The Sun News

Buhari’s health and his image handlers

By Ikeogu Oke

THIS  piece was triggered by a tweet I stumbled on recently. Emanating from the tweeter handle of one George Okusanya, it read, ‘Femi Adesina: “The president is not sick”. Lai Mohammed: “The president is hale and hearty”. GMB: “I couldn’t recall ever being so sick”.’

Clearly, the tweet juxtaposes the words of Femi Adesina, the Special Adviser on Media and Publicity to President Muhammadu Buhari, and Lai Mohammed, the President’s Minister of Information and Culture, on the one hand, and those of the President on the other hand. By this contrasting placement, the tweet seems to provide proof of the allegation that the President’s handlers had misinformed Nigerians about the state of his health while he was in the UK on medical leave, in consequence of which they have drawn flak from a legion of critics.

I, for one, had been taken aback by the morbid interest shown by some Nigerians in knowing the exact state of the President’s health while he was receiving medical treatment abroad. And this is why: I had thought such people would be more concerned about the resultant indignity for our country that, 56 years after Independence, our President, the President of the country that prides itself as the “Giant of Africa” and “the most populous black nation in the world”, still travels to a foreign country, the country of our colonial masters, to receive medical treatment for a protracted period, during which he might be splayed repeatedly on an operating table, anesthetized, and carved open by foreign scalpels.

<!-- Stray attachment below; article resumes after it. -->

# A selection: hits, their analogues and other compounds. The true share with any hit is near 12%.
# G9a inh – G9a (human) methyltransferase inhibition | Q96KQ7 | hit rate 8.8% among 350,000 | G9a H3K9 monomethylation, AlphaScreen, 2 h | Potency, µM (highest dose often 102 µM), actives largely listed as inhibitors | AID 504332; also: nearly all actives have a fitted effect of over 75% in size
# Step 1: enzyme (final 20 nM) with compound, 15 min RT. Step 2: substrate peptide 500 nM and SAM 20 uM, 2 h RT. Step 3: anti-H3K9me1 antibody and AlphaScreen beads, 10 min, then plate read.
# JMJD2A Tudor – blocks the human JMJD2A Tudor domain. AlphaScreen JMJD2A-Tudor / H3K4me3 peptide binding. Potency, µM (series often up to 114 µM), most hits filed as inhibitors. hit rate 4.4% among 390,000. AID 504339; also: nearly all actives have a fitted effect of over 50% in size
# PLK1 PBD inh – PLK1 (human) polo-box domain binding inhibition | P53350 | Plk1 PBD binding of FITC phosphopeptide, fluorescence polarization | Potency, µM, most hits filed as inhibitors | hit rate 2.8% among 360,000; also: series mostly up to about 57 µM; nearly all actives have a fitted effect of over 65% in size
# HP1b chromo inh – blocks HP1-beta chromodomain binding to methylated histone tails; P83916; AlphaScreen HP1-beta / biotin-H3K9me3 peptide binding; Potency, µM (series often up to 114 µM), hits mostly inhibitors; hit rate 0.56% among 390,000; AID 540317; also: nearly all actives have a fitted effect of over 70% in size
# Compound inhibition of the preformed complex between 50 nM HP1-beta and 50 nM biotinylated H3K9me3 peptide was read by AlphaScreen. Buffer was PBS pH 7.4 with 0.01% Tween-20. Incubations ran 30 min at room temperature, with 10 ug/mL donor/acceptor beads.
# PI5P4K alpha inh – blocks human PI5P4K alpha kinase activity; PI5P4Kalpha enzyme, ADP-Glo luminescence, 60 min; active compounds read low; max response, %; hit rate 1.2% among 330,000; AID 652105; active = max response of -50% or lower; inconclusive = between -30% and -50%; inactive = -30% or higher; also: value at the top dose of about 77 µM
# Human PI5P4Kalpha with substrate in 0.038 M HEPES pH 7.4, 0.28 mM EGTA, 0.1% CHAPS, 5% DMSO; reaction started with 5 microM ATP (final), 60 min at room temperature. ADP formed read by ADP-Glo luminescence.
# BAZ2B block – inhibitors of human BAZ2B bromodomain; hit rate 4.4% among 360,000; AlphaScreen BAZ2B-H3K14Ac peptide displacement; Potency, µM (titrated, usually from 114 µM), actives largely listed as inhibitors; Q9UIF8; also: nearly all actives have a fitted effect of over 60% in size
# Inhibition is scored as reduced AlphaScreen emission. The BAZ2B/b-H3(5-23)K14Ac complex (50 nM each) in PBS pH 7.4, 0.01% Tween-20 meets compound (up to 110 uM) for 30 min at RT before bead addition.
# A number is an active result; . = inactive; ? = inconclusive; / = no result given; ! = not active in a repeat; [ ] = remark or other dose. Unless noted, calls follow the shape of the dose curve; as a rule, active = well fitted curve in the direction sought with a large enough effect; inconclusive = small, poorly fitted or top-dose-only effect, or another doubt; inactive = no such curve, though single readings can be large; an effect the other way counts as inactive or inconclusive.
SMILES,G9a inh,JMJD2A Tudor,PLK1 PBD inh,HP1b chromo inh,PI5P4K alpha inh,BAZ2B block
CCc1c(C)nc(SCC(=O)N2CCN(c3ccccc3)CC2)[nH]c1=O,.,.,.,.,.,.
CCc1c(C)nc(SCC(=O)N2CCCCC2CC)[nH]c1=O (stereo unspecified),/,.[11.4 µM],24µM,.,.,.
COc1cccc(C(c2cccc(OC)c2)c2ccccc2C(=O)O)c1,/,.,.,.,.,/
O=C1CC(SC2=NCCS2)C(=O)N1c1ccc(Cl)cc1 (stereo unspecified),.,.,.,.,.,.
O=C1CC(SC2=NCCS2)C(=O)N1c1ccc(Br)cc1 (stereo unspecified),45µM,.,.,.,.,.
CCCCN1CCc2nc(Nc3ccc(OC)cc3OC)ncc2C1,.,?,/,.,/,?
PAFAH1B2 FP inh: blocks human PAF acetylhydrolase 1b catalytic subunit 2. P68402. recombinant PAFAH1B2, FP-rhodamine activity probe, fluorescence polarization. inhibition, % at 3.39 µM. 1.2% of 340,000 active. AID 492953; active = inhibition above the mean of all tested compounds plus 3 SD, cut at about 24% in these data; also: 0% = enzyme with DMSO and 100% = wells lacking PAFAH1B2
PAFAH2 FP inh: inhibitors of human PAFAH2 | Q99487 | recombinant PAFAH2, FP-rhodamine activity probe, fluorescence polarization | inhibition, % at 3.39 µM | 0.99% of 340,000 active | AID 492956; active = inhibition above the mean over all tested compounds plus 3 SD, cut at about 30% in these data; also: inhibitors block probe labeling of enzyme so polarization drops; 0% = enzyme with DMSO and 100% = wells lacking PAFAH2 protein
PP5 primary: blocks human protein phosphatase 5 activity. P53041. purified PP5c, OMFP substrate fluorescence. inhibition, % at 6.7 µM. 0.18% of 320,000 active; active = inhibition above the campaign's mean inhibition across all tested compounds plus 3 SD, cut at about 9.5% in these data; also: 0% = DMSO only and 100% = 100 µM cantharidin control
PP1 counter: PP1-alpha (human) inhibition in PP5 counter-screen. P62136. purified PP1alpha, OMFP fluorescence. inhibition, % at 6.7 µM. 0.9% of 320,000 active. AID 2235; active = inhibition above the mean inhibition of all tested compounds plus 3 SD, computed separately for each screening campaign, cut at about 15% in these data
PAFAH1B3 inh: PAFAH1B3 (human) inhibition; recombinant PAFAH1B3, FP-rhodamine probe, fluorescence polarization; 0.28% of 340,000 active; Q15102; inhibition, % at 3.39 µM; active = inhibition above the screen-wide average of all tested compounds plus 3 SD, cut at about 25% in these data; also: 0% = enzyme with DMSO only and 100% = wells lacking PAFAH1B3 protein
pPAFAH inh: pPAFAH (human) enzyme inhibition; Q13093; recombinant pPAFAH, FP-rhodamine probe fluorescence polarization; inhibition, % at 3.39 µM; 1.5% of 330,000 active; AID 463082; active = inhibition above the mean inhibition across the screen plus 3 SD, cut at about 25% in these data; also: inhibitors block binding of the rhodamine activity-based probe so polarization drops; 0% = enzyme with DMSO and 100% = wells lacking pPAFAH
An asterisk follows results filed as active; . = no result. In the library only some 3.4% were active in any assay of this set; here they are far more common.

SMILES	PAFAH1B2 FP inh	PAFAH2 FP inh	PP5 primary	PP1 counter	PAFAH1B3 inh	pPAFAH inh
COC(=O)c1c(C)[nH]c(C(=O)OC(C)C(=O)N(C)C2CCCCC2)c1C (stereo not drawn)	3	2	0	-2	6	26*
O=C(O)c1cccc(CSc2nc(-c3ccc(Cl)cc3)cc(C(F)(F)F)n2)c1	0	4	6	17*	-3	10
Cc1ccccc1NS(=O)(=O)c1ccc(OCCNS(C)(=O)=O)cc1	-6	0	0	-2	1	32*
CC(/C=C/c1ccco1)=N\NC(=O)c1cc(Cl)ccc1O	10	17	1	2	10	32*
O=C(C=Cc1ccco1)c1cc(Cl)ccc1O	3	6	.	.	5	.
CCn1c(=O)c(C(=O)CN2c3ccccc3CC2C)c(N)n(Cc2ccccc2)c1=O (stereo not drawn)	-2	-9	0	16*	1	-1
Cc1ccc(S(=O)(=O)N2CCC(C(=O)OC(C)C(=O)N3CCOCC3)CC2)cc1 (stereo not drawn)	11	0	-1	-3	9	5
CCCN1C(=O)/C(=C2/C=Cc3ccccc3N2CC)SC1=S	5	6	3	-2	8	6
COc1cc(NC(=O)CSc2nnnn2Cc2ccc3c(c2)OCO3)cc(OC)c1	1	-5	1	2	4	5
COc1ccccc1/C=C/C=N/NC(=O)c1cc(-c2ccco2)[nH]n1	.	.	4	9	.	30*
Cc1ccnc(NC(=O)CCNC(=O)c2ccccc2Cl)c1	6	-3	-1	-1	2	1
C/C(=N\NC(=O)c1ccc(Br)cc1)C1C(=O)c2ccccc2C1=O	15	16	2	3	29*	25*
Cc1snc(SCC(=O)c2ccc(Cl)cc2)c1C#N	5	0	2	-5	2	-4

This image and its situation should make any Nigerian patriot shudder with disgust. And, with the image on our minds, I’m sure we can understand why no self-respecting leader of any self-respecting nation goes to a foreign country for medical treatment. It is about national pride and unrelated to the size or population of the country.  Therefore big, small and medium-sized countries like the United States, Russia, China, Cuba, North Korea and South Africa have so developed their health sectors that their citizens can hardly imagine their leaders going to another country for medical treatment, considering the national risk – need I specify such? – and humiliation involved.  

But not us Nigerians: our largely unreflective citizens with practically no sense of nationalism or national pride, emphasize their disunity as though it were an asset. We would rather concern themselves with unnecessary inquiries about the actual state of the President’s health as if a negative prognosis would alleviate our suffering under the current harsh economy. And did we really expect to receive such report from the President’s handlers rather than his doctors who are ethically forbidden from making such disclosures?

I say the enquiries were unnecessary not only because of the ethical barrier of confidentiality against divulging the medical records of their patients which doctors must observe, but also because the President already said he was going on medical leave, with the implication that he needed to look after his health. Perhaps anyone who in spite of that chose to indulge in the folly of inquiring about the state of his health deserves the answer that he was “not sick” or “hale and hearty”, as given by his handlers.